So how do they keep cheating death?
How is it that username-password security continues to cheat death – even when 60 percent of internet thinks its “cumbersome” and 77 percent want a better way to authenticate?
These are findings from a new Accenture report, which takes aim at the humble password and – once again – predicts its impending doom.
“The widespread practice of typing usernames and passwords to log on to the internet might soon become obsolete,” Accenture’s Internet and Social managing director Robin Murdoch said.
“Consumers are increasingly frustrated with these traditional methods because they are becoming less reliable for protecting their personal data such as email addresses, mobile phone numbers and purchasing history.”
Accenture is not the first to wish the death penalty on the password for its perceived insecurity sins.
But security researchers like Steve Wilson, principal analyst at Constellation Research, aren’t buying these latest death threats.
“People will say the password has been cheating death but that assumes the premise of the question that passwords were ever going to die,” Wilson told Information Age.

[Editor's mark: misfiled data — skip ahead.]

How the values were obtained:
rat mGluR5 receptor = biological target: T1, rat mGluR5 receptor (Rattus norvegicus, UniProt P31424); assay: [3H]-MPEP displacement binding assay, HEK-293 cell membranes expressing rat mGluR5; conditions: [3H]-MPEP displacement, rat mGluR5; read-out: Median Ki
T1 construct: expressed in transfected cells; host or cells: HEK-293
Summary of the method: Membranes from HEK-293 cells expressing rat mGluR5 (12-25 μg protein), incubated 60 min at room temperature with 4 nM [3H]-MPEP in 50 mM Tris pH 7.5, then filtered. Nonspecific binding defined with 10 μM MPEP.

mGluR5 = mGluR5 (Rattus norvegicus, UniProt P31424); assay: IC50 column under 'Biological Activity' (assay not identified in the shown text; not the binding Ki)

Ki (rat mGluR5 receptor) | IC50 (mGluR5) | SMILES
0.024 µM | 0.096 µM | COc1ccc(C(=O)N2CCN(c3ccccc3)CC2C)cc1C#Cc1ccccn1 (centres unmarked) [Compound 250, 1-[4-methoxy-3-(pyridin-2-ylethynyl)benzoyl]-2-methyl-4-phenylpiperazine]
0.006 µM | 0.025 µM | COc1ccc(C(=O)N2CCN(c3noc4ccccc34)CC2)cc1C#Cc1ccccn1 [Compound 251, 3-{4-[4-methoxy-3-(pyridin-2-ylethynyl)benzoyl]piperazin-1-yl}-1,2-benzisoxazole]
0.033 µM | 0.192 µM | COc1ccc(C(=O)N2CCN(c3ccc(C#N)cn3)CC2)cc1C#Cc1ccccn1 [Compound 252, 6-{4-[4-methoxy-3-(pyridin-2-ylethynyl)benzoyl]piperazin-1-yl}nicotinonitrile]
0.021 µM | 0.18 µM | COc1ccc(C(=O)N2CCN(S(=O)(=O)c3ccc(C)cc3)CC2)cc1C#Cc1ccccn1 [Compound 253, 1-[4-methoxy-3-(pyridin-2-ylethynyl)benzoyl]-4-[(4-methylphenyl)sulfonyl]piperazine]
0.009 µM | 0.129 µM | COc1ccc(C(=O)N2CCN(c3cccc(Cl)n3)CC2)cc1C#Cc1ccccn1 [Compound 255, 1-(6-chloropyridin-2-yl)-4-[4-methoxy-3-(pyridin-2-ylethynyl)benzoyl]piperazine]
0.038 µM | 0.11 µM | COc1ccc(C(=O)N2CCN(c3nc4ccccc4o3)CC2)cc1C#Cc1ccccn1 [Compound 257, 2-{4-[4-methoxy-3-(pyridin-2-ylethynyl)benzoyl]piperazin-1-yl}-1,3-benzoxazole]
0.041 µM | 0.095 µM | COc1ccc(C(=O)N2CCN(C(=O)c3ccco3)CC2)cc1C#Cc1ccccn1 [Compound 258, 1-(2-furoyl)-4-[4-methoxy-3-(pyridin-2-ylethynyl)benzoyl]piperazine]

“I was at a cloud identity summit in 2013 and every other presentation was on the death of the password, but I looked around an audience of 600 identity specialists all on laptops and mobile phones, and every single one of them was using a password to log onto their device.
“Whenever somebody writes 'the password must die', I ask them the machine they wrote that blog on - how did they log onto their blog site? There's a level of hypocrisy, of overhyping.”
Accenture’s survey attempts to sound out respondents – of which there were 24,000 globally – on perceived secure alternatives to the password.Click here to log in and read the full article.